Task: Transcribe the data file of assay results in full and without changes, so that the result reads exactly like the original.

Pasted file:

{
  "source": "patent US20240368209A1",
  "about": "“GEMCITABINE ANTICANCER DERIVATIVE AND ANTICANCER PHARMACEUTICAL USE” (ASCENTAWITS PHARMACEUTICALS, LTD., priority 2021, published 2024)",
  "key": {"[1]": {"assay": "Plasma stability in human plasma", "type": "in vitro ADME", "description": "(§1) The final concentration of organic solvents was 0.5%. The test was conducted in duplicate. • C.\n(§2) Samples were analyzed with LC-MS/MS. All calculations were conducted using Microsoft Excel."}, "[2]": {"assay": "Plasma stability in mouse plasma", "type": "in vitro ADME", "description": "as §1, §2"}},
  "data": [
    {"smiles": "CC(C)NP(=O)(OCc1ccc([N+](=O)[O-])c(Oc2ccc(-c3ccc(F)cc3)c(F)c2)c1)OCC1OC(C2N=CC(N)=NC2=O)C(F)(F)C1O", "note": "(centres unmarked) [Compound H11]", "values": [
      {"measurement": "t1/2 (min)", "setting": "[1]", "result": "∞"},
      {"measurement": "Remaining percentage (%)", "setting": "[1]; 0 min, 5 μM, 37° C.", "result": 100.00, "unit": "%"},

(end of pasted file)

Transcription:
{
  "source": "patent US20240368209A1",
  "about": "“GEMCITABINE ANTICANCER DERIVATIVE AND ANTICANCER PHARMACEUTICAL USE” (ASCENTAWITS PHARMACEUTICALS, LTD., priority 2021, published 2024)",
  "key": {"[1]": {"assay": "Plasma stability in human plasma", "type": "in vitro ADME", "description": "(§1) The final concentration of organic solvents was 0.5%. The test was conducted in duplicate. • C.\n(§2) Samples were analyzed with LC-MS/MS. All calculations were conducted using Microsoft Excel."}, "[2]": {"assay": "Plasma stability in mouse plasma", "type": "in vitro ADME", "description": "as §1, §2"}},
  "data": [
    {"smiles": "CC(C)NP(=O)(OCc1ccc([N+](=O)[O-])c(Oc2ccc(-c3ccc(F)cc3)c(F)c2)c1)OCC1OC(C2N=CC(N)=NC2=O)C(F)(F)C1O", "note": "(centres unmarked) [Compound H11]", "values": [
      {"measurement": "t1/2 (min)", "setting": "[1]", "result": "∞"},
      {"measurement": "Remaining percentage (%)", "setting": "[1]; 0 min, 5 μM, 37° C.", "result": 100.00, "unit": "%"},